It was very important in the design to have the space and furniture suit both daytime and nighttime experiences. Each chair has to work constantly for different settings and physiques. Each chair, sofa and table has its own look, which is somewhat reminiscent of someone’s very first apartment, and yet they blend together cohesively in a hodgepodge-meets-sexy-chic fusion.
"It must be universal, ergonomic, comfortable; should stack if at a dining table; aesthetically support the goals of your design concept; and be expressive with a range of options to appeal to diverse personalities and their moods, simultaneously," says Koether. Sound complicated? Maybe to some. But Koether and Mead managed to achieve this harmonious blend that has been pulling in a wide range of demographics since opening.
To do so, they used a combination of old and new: "synthetics" pitted aggressively against "naturals." In other words, geometric furniture intertwined with wildly natural tree-branch tables, or pickled-oak veneered chairs with cast fiberglass tables. "Unlike the dining area—where one size must fit all—it’s best to offer choices in the bar, lounge and club areas if you can," Koether says. “Find pieces which are both commanding and demure, elegant/refined and bold/rustic, and then place them judiciously."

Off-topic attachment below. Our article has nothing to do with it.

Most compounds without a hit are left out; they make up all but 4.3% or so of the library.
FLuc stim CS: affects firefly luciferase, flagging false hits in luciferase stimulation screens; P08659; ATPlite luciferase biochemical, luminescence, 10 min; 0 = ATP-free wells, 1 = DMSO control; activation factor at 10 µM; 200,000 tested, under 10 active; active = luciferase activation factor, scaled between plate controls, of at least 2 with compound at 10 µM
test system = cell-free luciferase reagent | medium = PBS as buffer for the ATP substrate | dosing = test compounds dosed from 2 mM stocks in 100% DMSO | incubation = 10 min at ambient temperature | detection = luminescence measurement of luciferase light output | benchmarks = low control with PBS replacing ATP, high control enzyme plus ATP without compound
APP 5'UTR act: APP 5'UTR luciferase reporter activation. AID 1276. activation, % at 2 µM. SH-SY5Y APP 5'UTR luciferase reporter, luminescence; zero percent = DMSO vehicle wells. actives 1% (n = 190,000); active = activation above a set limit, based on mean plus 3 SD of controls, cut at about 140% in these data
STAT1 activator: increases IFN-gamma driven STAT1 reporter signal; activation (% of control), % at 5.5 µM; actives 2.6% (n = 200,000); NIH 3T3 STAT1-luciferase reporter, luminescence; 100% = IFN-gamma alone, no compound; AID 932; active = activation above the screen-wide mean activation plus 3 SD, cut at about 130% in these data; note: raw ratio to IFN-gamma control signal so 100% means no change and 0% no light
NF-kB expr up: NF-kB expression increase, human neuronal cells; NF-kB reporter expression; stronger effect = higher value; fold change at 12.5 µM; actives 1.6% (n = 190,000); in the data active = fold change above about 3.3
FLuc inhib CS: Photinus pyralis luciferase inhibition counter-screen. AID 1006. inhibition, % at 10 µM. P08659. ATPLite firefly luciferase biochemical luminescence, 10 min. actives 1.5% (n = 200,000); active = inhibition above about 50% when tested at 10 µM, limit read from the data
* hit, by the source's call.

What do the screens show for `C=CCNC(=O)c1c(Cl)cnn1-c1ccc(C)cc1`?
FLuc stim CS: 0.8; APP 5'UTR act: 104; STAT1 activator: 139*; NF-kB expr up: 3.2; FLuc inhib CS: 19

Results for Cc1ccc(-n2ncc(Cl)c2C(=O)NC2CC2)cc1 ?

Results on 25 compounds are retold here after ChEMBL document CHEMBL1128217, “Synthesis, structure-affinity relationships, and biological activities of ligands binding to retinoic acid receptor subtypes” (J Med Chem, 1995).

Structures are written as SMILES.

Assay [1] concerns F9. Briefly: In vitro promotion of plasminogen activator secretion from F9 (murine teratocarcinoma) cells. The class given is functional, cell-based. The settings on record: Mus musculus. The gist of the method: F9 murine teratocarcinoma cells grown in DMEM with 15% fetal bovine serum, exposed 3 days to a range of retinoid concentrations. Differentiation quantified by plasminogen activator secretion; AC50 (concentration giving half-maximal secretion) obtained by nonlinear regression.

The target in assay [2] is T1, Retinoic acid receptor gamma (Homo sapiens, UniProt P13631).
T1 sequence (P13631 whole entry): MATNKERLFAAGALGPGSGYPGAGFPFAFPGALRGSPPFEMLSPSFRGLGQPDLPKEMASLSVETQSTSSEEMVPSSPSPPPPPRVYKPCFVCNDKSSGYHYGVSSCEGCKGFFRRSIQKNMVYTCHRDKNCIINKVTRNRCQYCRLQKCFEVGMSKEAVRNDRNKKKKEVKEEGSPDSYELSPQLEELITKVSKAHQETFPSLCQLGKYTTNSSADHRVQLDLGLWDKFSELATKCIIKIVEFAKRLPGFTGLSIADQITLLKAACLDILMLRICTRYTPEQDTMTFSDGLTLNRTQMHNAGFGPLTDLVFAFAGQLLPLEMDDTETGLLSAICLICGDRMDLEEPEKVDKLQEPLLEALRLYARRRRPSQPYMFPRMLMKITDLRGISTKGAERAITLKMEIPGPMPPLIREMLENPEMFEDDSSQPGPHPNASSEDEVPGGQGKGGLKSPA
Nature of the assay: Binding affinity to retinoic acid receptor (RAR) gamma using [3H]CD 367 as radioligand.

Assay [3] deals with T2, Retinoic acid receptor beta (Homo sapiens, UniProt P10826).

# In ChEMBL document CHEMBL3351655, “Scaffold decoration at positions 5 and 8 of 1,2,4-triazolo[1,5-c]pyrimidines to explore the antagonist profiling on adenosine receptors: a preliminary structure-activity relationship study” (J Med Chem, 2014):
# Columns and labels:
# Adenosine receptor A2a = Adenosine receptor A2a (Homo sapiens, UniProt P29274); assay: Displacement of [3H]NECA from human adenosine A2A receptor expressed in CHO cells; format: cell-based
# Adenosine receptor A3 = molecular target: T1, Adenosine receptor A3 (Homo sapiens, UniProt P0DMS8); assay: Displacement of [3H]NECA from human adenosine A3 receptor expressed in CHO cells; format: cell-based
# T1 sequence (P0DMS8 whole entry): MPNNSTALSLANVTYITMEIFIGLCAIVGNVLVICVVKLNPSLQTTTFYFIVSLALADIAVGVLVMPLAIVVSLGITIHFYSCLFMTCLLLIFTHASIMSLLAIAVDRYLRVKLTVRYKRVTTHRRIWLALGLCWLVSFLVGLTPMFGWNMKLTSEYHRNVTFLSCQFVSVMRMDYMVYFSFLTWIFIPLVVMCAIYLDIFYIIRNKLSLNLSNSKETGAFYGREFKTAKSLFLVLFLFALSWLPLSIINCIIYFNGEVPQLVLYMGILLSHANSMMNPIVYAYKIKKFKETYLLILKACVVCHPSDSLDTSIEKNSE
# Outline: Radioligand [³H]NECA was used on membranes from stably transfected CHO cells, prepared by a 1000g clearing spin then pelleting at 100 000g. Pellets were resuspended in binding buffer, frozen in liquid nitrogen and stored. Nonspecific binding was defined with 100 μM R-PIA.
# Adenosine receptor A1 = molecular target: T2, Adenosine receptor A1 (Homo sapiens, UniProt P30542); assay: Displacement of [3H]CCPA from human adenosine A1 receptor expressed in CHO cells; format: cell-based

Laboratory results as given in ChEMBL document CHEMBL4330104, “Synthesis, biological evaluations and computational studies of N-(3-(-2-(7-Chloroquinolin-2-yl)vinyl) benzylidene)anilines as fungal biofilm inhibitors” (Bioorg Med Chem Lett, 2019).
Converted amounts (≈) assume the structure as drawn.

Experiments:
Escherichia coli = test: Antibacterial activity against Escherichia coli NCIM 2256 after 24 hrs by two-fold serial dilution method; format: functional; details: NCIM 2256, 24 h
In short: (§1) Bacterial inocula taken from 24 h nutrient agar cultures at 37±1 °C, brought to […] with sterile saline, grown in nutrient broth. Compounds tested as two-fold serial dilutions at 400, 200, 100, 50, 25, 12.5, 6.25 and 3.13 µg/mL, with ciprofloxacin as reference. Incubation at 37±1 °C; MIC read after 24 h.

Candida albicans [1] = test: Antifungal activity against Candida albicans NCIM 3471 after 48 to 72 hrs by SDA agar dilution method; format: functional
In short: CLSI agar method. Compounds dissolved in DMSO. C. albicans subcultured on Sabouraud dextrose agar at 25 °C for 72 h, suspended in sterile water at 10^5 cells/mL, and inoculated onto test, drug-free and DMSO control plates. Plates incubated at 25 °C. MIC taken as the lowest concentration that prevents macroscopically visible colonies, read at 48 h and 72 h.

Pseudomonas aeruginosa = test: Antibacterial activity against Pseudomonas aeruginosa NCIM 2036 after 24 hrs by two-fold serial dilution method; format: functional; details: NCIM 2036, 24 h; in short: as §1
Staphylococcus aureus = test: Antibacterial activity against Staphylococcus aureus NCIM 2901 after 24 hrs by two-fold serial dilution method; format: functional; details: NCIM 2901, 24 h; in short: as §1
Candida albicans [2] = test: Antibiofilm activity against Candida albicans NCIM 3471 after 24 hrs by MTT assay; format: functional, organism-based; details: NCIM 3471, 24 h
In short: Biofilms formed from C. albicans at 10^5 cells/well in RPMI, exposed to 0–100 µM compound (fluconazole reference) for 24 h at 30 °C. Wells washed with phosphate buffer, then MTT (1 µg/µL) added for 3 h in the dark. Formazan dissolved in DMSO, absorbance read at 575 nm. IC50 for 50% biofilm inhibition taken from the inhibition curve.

Name of Project: Bar Basque Designer/Architect: Philip Koether Architects/Syd Mead, Inc. Lighting: ILight Technologies; RSA Dining Chair and Barstool Fabrics: Ultrafabrics, LLC. Resin Flooring: Specialty Flooring Systems, Inc. Painting in Private Dining Area: Andrew Schoultz, courtesy of Morgan Lehman Gallery Carpet: Bently Prince Street Window Shades: DFB Sales, Inc. Tables and Chairs: Canoe Hospitality. Wallcovers: Koroseal; Innovations